ASTM E Standard Terminology of Appearance. standard by ASTM International, 05/01/ View all product details. Most Recent. Track It. STANDARD TERMINOLOGY OF APPEARANCE. Status: Withdrawn · Replaced by: ASTM E Buy this standard. Price: SEK. PDF. Add to cart. Subscribe. This terminology standard defines terms used in the description of appearance, including but not limited to color, gloss, opacity, scattering, texture, and.
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If a different symbol or acronym is used in another ASTM standard, this should be indicated in that standard. November 20, Page last updated: Terms that are in common use and appear in common-language dictionaries see Refs 1 — 2 2 are generally not included, except when the dictionaries show multiple definitions and it seems desirable to indicate the definitions recommended for E12 standards.
An explicit set of requirements to be satisfied by a material, product, system, or service: These are designated as off-road type Oroadway and temporary traffic control type Ror public safety activities type P.
Standard Terminology of Appearance
Exceptions exist, as in the common use of illumination and radiation to refer to quantities as well as processes. D Terminology of Cellulose and Cellulose Derivatives. The edition continues to present three performance classes of garments based on the amount of visible materials and design attributes incorporated into the final zstm and now identifies garment types based on expected use settings and work activities being performed.
Superscript A indicates that the two are identical; B that the given definition is a modification of that cited, with little difference in essential meaning; and C that the two differ substantially.
Standard – STANDARD TERMINOLOGY OF APPEARANCE ASTM E –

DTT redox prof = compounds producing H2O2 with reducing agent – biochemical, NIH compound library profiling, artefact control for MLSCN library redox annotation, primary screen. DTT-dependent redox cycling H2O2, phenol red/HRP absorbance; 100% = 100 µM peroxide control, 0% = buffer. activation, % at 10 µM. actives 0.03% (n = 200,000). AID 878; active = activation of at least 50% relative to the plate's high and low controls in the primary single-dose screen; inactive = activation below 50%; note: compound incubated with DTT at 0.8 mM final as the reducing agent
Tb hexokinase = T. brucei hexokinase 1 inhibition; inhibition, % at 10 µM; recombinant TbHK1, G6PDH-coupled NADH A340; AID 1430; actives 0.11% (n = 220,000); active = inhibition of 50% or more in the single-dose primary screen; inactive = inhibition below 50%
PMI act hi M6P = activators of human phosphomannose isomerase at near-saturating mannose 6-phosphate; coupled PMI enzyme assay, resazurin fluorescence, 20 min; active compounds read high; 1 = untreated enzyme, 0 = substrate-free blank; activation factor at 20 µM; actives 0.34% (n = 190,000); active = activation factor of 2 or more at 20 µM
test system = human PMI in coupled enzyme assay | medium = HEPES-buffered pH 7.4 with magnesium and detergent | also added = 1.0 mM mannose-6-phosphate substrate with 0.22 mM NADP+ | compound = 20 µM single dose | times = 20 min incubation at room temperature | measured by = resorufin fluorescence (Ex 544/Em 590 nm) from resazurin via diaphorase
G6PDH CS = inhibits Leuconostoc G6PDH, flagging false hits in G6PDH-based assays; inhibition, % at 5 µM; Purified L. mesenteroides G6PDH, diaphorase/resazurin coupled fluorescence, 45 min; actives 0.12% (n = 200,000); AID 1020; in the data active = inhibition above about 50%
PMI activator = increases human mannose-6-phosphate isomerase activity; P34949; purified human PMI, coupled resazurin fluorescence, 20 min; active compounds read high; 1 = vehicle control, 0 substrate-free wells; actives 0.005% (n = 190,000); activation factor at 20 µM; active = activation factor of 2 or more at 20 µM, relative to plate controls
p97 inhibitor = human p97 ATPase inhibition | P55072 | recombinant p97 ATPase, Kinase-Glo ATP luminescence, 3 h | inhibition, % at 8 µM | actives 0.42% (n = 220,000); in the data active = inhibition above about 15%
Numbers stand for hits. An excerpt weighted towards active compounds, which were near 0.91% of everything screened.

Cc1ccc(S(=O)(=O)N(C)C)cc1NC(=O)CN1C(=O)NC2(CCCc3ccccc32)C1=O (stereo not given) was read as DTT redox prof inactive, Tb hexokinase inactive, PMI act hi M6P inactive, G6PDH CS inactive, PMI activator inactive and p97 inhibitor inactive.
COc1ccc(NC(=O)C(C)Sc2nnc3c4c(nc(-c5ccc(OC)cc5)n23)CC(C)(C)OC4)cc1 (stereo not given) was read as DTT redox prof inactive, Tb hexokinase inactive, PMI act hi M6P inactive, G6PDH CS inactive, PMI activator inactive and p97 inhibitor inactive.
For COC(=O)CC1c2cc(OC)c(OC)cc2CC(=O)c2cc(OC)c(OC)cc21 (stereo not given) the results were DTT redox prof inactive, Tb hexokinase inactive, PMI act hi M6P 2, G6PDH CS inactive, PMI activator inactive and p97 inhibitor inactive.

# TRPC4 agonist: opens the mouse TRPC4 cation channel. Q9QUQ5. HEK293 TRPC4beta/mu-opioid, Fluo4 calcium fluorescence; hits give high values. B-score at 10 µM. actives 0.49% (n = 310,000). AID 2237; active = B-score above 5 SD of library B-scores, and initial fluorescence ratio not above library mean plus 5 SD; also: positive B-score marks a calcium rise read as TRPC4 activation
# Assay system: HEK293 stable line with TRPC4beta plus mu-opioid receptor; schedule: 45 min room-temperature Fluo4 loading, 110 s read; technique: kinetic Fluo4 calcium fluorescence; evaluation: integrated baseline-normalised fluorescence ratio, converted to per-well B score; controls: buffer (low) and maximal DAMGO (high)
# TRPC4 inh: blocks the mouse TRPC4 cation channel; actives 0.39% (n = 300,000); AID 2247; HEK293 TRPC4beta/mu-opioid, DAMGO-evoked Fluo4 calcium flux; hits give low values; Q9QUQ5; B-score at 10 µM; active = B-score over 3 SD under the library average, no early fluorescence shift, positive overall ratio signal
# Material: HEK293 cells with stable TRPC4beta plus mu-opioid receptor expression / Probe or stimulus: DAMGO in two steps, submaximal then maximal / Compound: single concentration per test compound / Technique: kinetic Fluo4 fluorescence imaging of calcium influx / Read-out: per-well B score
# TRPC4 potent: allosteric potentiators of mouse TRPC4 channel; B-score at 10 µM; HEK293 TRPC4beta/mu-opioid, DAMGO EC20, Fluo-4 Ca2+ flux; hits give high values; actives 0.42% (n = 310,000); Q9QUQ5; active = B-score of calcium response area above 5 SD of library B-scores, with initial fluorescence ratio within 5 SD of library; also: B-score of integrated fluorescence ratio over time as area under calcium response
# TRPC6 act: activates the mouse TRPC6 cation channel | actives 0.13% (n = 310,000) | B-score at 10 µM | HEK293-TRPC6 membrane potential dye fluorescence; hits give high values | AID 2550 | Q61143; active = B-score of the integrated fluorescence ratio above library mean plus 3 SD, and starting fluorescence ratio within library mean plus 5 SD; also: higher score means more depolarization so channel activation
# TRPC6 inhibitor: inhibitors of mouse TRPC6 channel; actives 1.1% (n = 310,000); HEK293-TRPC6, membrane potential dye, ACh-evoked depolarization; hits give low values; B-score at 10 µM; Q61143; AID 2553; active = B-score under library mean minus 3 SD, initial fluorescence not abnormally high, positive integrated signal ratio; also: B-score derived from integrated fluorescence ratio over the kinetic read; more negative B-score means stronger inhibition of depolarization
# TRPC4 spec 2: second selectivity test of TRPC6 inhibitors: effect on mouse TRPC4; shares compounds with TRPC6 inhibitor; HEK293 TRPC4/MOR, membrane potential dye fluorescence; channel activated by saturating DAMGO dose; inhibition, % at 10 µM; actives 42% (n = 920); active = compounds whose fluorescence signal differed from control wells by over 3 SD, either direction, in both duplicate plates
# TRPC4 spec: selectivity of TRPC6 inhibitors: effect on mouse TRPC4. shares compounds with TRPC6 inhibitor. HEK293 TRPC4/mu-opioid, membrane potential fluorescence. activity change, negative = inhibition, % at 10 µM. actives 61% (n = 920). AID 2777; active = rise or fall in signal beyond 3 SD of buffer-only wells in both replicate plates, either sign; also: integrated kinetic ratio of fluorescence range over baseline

Its use by committees other than Committee E12 on Color and Appearance, and its citation in the standards of such committees, is encouraged. Examples of body protection include laboratory coats, coveralls, vests, jackets, aprons, surgical gowns and full body suits High-Visibility Safety Apparel High Visibility Vest.
Examples of body protection include laboratory coats, coveralls, vests, jackets, aprons, surgical gowns and full body suits. In some cases, different usage of a term in different fields has been noted.
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This includes bullet-proof clothing, general protective clothing and full body ensembles that protect from cuts, radiation, temperature extremes, hot splashes from molten metals and other hot liquids, potential impacts from tools, machinery and materials and hazardous chemicals. Skip directly to search Skip directly qstm A to Z list Skip directly to navigation Skip directly to page options Skip directly to site content.
In either case, a superscript letter may be used to indicate the degree of correspondence between the definition given herein and that in the citation. November 20, Content source: Various Tests and Certification Criteria required as specified in the document. Definitions used by other organizations see Refs 3 — 4 are indicated similarly by placing in parentheses at the end of the definition the acronym of the organization, occasionally with the date of its terminology standard quoted.
Examples of specifications include, but are not limited to, requirements for; physical, mechanical, or chemical properties, and safety, quality, or performance criteria. Not Identified Visibility warning clothing. An example of such a special function is to list all terms relating to a given basic quantity, for example, all terms defining various sorts of angles.
A specification identifies the test methods for determining whether each of the requirements is satisfied.
Specification An explicit set of requirements to be satisfied by a material, product, system, or service: In general, there are no cross-references between the old and new listings, except where a special function is served. Referenced Documents purchase separately The documents listed below are referenced within the subject standard but are not provided as part of the standard.
Link to Active This link will always route to the current Active version of the standard.
Historical Version s – view previous versions of standard. Since usage varies, these listings should be considered as recommendations, not as mandatory. Potential hazards include skin absorption of harmful substances, chemical or thermal burns, electrical dangers, bruises, abrasions, cuts, punctures, fractures and amputations.